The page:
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I would translate it as He had a waiter assign him a table. So imho your translation (2) fits the meaning of "anweisen" best. "Anweisen" does also include the "show" part though. The waiter allocates a table and tells (or shows) the customer where to take place, and all of that is elegantly included in "einen Tisch ...


2

The first translation is accurate. The second translation doesn't appear to be good English. The third translation has a subtly different meaning. The proposed alternative sentence translates to "The waiter showed him his table." That's not the same as the original and fits better with translation #3. Although the word order of the German sentence ...


4

Es gibt im Deutschen keine Regel, die direkt aufeinanderfolgende Nomen verbietet. Es gibt allerding auch keine Regel, die das erlaubt. Ob Nomen direkt aufeinanderfolgen können oder nicht, hängt in deinen Beispielen von zwei grammatischen Regeln ab: Die Ordnung der Satzglieder. Die ist im Deutschen nicht vorgeschrieben, und Subjekt und Objekt können an fast ...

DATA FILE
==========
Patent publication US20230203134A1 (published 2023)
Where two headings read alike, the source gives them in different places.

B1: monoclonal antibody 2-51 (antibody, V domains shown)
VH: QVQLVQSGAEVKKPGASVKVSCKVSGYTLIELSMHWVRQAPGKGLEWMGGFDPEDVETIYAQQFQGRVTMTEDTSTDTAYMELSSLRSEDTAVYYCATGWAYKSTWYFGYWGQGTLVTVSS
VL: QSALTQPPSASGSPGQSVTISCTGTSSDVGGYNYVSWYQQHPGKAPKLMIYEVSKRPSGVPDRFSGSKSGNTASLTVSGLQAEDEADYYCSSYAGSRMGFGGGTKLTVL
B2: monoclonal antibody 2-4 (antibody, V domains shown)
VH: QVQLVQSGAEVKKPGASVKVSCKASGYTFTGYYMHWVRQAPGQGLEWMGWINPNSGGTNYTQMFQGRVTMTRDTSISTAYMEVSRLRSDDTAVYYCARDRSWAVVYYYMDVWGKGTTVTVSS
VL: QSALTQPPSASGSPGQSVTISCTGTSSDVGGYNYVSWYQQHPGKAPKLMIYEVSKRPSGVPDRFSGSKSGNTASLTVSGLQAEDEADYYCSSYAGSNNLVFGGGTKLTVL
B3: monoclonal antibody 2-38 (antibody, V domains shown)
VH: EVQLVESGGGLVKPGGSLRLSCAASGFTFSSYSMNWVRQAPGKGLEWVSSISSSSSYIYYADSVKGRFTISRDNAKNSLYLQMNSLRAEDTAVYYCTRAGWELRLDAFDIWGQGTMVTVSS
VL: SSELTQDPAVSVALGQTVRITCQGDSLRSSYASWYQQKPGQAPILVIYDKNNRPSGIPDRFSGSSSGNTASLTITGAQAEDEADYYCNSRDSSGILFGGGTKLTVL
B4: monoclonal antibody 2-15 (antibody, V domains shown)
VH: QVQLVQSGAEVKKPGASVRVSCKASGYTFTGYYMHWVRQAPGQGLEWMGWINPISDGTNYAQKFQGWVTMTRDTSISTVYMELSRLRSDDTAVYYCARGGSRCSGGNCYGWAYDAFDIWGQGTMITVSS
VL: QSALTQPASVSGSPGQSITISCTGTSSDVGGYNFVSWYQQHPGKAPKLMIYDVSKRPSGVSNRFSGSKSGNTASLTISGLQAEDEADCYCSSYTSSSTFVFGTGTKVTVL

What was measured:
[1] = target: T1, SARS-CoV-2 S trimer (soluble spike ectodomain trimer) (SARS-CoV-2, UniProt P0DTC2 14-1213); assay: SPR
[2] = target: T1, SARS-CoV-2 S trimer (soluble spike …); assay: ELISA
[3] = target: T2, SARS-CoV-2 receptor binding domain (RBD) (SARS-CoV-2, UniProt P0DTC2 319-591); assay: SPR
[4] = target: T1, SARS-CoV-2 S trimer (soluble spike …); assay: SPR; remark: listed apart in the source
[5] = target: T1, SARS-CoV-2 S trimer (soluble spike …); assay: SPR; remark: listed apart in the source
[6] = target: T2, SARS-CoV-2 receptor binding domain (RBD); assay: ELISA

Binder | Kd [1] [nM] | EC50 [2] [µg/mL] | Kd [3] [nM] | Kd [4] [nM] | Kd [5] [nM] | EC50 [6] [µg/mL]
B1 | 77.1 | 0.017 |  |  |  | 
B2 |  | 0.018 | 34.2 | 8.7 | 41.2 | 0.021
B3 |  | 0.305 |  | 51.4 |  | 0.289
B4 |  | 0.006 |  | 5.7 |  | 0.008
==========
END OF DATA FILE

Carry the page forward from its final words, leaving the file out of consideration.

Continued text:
2

German word order is indeed very flexible. Actually, there are no rules for the positioning of subjects and objects in German - There only is a rule for the positioning of the verb, which must occupy position 2 in main clauses (not in imperative statements as in your examples, there the verb in imperative is at position 1), and end position in subclauses. ...


4

As a native German speaker, I do not recall having ever been taught rules for the order of this stuff. Different choices correspond to emphasizing particular words. Some orders feel to me as better respecting the logical relationship between the choices. Concretely, for your Sentence 1 both choices feel valid to me, but the second one has the more natural ...


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